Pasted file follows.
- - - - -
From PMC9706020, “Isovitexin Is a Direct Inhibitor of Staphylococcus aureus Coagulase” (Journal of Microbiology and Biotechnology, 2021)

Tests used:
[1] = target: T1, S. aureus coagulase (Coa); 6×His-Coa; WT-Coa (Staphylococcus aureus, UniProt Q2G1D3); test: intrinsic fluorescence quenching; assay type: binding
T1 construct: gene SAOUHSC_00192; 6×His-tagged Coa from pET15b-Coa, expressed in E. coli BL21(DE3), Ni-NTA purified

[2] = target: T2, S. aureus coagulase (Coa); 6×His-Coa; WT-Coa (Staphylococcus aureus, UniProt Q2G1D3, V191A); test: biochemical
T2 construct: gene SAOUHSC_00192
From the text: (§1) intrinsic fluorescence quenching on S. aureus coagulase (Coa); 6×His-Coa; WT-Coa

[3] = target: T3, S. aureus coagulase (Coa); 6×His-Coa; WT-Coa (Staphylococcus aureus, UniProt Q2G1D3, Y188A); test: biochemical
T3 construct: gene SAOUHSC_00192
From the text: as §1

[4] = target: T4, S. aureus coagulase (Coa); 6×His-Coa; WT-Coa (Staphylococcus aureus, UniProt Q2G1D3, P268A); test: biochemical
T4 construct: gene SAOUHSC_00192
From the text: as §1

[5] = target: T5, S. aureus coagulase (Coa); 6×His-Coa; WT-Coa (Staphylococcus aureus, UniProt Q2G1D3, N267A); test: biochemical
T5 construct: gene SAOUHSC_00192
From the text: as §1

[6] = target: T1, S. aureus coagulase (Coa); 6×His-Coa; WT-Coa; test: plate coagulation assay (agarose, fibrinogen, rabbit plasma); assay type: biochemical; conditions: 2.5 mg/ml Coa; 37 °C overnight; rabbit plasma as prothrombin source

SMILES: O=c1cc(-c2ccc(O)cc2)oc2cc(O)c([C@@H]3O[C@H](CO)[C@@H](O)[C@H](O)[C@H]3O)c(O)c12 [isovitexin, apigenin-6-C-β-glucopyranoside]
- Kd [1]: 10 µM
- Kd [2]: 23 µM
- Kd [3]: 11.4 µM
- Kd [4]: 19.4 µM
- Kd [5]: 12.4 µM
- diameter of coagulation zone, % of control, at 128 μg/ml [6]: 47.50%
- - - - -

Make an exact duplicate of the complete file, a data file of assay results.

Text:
From PMC9706020, “Isovitexin Is a Direct Inhibitor of Staphylococcus aureus Coagulase” (Journal of Microbiology and Biotechnology, 2021)

Tests used:
[1] = target: T1, S. aureus coagulase (Coa); 6×His-Coa; WT-Coa (Staphylococcus aureus, UniProt Q2G1D3); test: intrinsic fluorescence quenching; assay type: binding
T1 construct: gene SAOUHSC_00192; 6×His-tagged Coa from pET15b-Coa, expressed in E. coli BL21(DE3), Ni-NTA purified

[2] = target: T2, S. aureus coagulase (Coa); 6×His-Coa; WT-Coa (Staphylococcus aureus, UniProt Q2G1D3, V191A); test: biochemical
T2 construct: gene SAOUHSC_00192
From the text: (§1) intrinsic fluorescence quenching on S. aureus coagulase (Coa); 6×His-Coa; WT-Coa

[3] = target: T3, S. aureus coagulase (Coa); 6×His-Coa; WT-Coa (Staphylococcus aureus, UniProt Q2G1D3, Y188A); test: biochemical
T3 construct: gene SAOUHSC_00192
From the text: as §1

[4] = target: T4, S. aureus coagulase (Coa); 6×His-Coa; WT-Coa (Staphylococcus aureus, UniProt Q2G1D3, P268A); test: biochemical
T4 construct: gene SAOUHSC_00192
From the text: as §1

[5] = target: T5, S. aureus coagulase (Coa); 6×His-Coa; WT-Coa (Staphylococcus aureus, UniProt Q2G1D3, N267A); test: biochemical
T5 construct: gene SAOUHSC_00192
From the text: as §1

[6] = target: T1, S. aureus coagulase (Coa); 6×His-Coa; WT-Coa; test: plate coagulation assay (agarose, fibrinogen, rabbit plasma); assay type: biochemical; conditions: 2.5 mg/ml Coa; 37 °C overnight; rabbit plasma as prothrombin source

SMILES: O=c1cc(-c2ccc(O)cc2)oc2cc(O)c([C@@H]3O[C@H](CO)[C@@H](O)[C@H](O)[C@H]3O)c(O)c12 [isovitexin, apigenin-6-C-β-glucopyranoside]
- Kd [1]: 10 µM
- Kd [2]: 23 µM
- Kd [3]: 11.4 µM
- Kd [4]: 19.4 µM
- Kd [5]: 12.4 µM
- diameter of coagulation zone, % of control, at 128 μg/ml [6]: 47.50%